The need for rapid and accurate image analysis is increasing in electron microscopy studies of nanomaterials. With newly developed fast, high-efficiency electron detectors and automated imaging protocols, incorporating electron microscopy into high throughput materials design efforts is becoming possible. These new capabilities strongly motivate automated methods to extract relevant structural features, such as nanoparticle size, shape, and defect content, from high resolution transmission electron microscopy (HRTEM) data to link these features to bulk properties and study the influence of heterogeneity on bulk behavior. In general, protocols that surpass the accuracy of traditional image analysis and do not require time-consuming manual analysis are needed. Recent advances in image interpretation using deep learning using machine learning make it a promising route toward automatic interpretation of HRTEM micrographs.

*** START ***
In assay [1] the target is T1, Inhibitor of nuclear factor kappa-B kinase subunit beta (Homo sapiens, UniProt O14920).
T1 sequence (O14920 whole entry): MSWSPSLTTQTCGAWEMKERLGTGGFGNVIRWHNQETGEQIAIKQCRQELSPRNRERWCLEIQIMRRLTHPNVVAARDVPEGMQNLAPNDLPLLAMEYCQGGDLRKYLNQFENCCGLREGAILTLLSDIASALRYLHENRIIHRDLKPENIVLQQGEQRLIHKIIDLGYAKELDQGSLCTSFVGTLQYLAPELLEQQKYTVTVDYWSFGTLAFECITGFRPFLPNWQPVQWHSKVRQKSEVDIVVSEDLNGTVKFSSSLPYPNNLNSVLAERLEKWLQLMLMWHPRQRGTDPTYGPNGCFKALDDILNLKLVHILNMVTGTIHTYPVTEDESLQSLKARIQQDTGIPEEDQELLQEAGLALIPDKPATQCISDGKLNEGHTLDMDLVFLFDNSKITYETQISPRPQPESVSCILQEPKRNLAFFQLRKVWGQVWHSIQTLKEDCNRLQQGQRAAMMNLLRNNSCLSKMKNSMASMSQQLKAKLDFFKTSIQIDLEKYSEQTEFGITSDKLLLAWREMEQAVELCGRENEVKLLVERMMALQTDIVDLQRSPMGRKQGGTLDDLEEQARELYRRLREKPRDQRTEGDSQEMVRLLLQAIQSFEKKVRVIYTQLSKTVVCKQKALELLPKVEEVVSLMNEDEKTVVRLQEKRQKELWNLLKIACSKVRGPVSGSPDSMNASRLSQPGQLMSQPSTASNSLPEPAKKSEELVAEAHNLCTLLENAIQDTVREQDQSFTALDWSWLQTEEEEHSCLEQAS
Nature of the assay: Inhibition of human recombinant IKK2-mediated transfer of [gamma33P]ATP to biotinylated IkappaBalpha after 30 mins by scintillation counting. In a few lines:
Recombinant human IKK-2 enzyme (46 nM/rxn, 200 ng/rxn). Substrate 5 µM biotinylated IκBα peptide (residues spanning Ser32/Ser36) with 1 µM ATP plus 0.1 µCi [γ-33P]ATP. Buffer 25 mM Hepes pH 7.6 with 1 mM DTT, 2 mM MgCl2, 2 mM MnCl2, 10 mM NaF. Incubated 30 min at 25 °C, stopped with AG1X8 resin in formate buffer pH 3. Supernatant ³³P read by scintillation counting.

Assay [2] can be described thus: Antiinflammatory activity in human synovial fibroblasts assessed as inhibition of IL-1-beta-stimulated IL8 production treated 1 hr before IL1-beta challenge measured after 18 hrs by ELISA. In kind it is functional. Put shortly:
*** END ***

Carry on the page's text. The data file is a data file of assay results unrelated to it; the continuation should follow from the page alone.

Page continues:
In this STROBE collaboration, we demonstrate a pipeline to detect and classify regions of interest in HRTEM micrographs. Our pipeline uses a convolutional neural net (CNN) to identify crystalline regions (nanoparticles) from an amorphous background in the images, and then feeds individual regions of interest into a random forest classifier to detect whether or not they contain a crystallographic defect. Our CNN has a lightweight U-Net architecture and accurately segments a diverse population of nanoparticles with only a small number of training images. After segmentation, individual nanoparticle regions can be isolated and fed directly into existing python tools to extract size and shape statistics. To detect the presence of defects in nanoparticle regions, we implement a random forest classifier. We demonstrated the random forest classifier’s ability to detect stacking faults in the CdSe subset of identified nanoparticles. Both the CNN and classifier demonstrate state of the art performance at their respective tasks. While this work focuses on HRTEM images of nanoparticles supported on a carbon substrate, in principle the tool can be used to detect any regions of crystallinity in HRTEM data.